A state historical marker commemorating the origins of Virginia Commonwealth University’s Monroe Park Campus was unveiled Wednesday outside Founder’s Hall at a ceremony attended by state and university officials, alumni and community members.

The marker, issued by the Virginia Department of Historic Resources, marks the 1917 founding of the Richmond School of Social Work and Public Health, which later became the Richmond Professional Institute and ultimately merged with the Medical College of Virginia to create VCU.

The full text of the marker reads:

Richmond Professional Institute

A group of community leaders founded the Richmond School of Social Economy, later known as the Richmond School of Social Work and Public Health, in 1917. Initial instruction was in the fields of social work and nursing, but the curriculum soon expanded. In 1925 the school became the Richmond division of the College of William and Mary and moved to its permanent home here at 827 West Franklin Street. It adopted the name Richmond Professional Institute (RPI) in 1939. RPI separated from William and Mary in 1962 and operated as an independent state institution before merging with the Medical College of Virginia in 1968 to form Virginia Commonwealth University.

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‘Richmond Potluck’ benefits Puerto Rico hurricane victims

Steven Casanova’s exhibit, “The Richmond Cookbook,” at the Anderson.

A Virginia Commonwealth University School of the Arts alumnus has quickly turned his existing exhibition at the Anderson into a benefit for Puerto Rico, which was devastated by Hurricane Maria last month.

VCUarts will host Steven Casanova’s (B.F.A.’15/A) “Richmond Potluck” on Friday, Oct. 6, from 5 p.m. to 9 p.m. at the Anderson, 907 1/2 W. Franklin St. Casanova is one of six recent alumni featured in the “Reach Out and Touch” exhibition, on view at the Anderson through Oct. 8.

Casanova’s work, “The Richmond Cookbook,” is a submission-based citywide cookbook showing the diversity in culture and background through Richmond, while contrasting living situations and food access throughout the city.

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Historical marker for ‘Richmond Professional Institute’ to be dedicated Wednesday

A state historical marker issued by the Virginia Department of Historic Resources that commemorates the origins of today’s Virginia Commonwealth University Monroe Park Campus will be dedicated Wednesday.

The “Richmond Professional Institute” marker will recognize the 1917 founding of the Richmond School of Social Work and Public Health, which later became RPI and ultimately merged with the Medical College of Virginia to form VCU.

The dedication and unveiling ceremony for the marker is open to the public and will take place Wednesday, Oct. 4, at 11:15 a.m. at Founders Hall, located at 827 W. Franklin St. Paid parking — cash or credit card — is available in the VCU West Broad Street parking deck, adjacent to the campus Barnes and Noble.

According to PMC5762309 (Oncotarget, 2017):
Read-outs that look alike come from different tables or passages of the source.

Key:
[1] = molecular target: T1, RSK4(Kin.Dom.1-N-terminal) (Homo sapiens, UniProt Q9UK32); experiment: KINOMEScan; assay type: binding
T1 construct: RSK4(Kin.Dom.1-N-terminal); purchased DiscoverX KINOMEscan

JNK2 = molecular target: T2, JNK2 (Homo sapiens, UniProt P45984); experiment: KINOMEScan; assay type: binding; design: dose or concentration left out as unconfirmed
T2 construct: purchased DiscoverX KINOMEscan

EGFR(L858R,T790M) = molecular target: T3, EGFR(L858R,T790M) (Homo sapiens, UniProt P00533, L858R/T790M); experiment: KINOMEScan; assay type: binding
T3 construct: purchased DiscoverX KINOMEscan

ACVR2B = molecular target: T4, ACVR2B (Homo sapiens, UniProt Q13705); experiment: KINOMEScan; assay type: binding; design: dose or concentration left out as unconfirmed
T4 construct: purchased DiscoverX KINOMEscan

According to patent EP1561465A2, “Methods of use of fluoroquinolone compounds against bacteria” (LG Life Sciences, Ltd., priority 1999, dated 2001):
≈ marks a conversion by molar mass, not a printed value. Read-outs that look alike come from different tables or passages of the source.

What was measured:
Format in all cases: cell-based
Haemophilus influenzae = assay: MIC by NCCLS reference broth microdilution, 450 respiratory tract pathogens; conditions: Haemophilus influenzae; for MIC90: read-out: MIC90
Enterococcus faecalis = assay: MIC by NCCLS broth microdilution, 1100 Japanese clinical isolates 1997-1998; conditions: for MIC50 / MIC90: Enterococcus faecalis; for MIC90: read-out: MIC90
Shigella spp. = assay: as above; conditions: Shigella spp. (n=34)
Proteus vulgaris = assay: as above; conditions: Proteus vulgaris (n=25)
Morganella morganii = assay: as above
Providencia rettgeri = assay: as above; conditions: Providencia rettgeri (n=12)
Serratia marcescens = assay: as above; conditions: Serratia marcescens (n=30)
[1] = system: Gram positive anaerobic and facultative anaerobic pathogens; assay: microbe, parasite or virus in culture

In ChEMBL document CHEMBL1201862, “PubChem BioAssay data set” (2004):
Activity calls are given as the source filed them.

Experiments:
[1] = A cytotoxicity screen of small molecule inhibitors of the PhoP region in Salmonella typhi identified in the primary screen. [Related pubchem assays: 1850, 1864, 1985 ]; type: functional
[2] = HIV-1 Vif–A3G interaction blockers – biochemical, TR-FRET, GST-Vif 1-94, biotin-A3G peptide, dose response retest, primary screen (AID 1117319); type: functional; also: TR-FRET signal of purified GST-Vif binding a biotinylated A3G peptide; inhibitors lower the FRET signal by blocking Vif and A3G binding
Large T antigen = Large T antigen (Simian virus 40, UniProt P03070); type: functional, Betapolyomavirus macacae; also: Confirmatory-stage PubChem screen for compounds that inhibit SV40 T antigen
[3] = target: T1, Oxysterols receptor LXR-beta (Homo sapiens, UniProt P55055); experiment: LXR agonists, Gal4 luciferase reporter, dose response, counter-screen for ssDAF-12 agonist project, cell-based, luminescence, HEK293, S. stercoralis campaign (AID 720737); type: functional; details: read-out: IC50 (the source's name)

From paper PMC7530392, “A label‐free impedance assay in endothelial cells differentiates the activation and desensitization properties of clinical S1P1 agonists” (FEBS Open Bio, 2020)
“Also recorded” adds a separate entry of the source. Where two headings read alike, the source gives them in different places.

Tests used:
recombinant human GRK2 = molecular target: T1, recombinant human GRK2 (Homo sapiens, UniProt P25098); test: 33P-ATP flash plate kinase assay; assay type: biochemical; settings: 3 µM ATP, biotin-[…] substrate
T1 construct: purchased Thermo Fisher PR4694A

Speakers during the ceremony will include VCU President Michael Rao, Ph.D.; Tim Davey, Ph.D., interim dean of the VCU School of Social Work; Joe Lowenthal, chair of the Richmond Professional Institute Alumni Council; and Julie V. Langan, director of the Virginia Department of Historic Resources.

Guests will be invited to join a processional to the current location of the VCU School of Social Work at the Academic Learning Commons, where a reception honoring VCU School of Social Work emeriti faculty senate presidents will be held on the third floor lobby. A pedestrian path connects the two locations.

In 1917, the marker reads, “A group of community leaders founded the Richmond School of Social Economy, later known as the Richmond School of Social Work and Public Health.” Initially, the school focused on instruction in the fields of social work and nursing, “but the curriculum soon expanded,” according to the marker.

In 1925, the school relocated to its permanent home at 827 W. Franklin Street as the Richmond division of the College of William and Mary. In 1939, it was renamed the Richmond Professional Institute, and in 1962 it separated from William and Mary.

For most of the 1960s the school operated as an independent state institution “before merging with the Medical College of Virginia in 1968 to form Virginia Commonwealth University.”

The “Richmond Professional Institute” highway marker is sponsored by the VCU Foundation and was approved for manufacture and installation earlier this year by the Virginia Board of Historic Resources, which has authority to designate new historical markers. The VCU Foundation covered the manufacturing costs of the sign. The event is sponsored by the VCU School of Social Work, RPI Alumni Council, VCU Libraries and VCU Facilities Management.

Virginia’s historical highway marker program, which began in 1927 with the installation of the first historical markers along U.S. Route 1, is considered the oldest such program in the nation. Currently there are more than 2,500 official state markers, most maintained by the Virginia Department of Transportation, as well as by local partners in jurisdictions outside of VDOT’s authority such as the City of Richmond.

‘I bring this life with me wherever I go’ — an interview with author Katy Resch George

Katy Resch George.

When Katy Resch George (M.F.A.’12/H&S) was a creative writing student at Virginia Commonwealth University, she distinguished herself with both her vivid, honest storytelling and the generous, insightful feedback she offered her classmates. Now, Resch George, who earned an M.F.A. in creative writing from the Department of English, part of the College of Humanities and Sciences at VCU, has published her first book, “Exposure,” a collection of short stories from Kore Press that brings readers into the tense lives of an assortment of flawed, compelling characters so sharply drawn as to seem summoned from real life.